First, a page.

Pete Seeger: How Can We Keep From Singing? Pete Seeger will be 95 on May 3. In the past year and a half he's published a book of his collected writings, Pete Seeger: His Life in His Own Words (with collaborators Rob Rosenthal and Sam Rosenthal), appeared on the Colbert Report and performed "Quite Early Morning" (accompanying himself on the banjo), released the music video and single of "God's Counting on Me, God's Counting on You," performed with Arlo Guthrie at Carnegie Hall, shared the stage at New York's Beacon Theater with Harry Belafonte, Jackson Brown and others to celebrate the life of Native American activist Leonard Peltier, issued an audiobook (in April) entitled Peter Seeger: The Storm King, Stories, Narratives and Poems (which was nominated for a Grammy), sang "I Come and Stand at Every Door" on Democracy Now on August 9 to commemorate the 68th anniversary of the Hiroshima and Nagasaki atomic bombings, sang "This Land is Your Land" (adding an anti-fracking verse) at the Farm Aid concert in Saratoga Springs in September ( joined by Willie Nelson, Neil Young, John Mellencamp, and Dave Matthews), and in December performed at a concert in Nyack to benefit the Fellowship of Reconciliation. He's scheduled to appear at another concert with the Guthrie family on January 17 at Symphony Space in New York and will no doubt continue to lend his presence and voice to more progressive causes in 2014, despite the fact that his wife of 70 years, Toshi, died in July. Isn't it time to award Pete Seeger the Nobel Peace Prize?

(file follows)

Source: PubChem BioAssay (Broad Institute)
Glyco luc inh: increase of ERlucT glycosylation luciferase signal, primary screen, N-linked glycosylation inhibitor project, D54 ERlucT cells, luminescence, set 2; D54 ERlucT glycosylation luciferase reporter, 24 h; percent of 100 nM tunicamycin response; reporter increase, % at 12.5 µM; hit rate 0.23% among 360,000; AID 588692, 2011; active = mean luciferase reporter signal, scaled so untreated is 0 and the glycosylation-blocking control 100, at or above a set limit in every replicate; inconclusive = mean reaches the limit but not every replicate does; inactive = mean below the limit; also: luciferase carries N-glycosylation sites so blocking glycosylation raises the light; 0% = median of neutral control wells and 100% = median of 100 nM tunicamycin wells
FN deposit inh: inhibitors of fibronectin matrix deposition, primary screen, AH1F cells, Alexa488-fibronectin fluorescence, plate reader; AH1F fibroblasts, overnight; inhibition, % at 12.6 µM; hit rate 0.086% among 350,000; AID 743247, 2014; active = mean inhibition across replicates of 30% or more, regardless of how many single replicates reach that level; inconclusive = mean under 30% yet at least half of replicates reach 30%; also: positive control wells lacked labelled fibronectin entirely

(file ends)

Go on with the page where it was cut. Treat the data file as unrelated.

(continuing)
Peter Dreier teaches Politics and chair the Urban & Environmental Policy Department at Occidental College. His latest book is The 100 Greatest Americans of the 20th Century: A Social Justice Hall of Fame (Nation Books, 2012).
CORRECTION: A previous version of this post incorrectly stated that Jim Graves is running for Michele Bachmann's Congressional seat. The post has been updated to clarify that Graves threatened to run but is not currently running for the seat.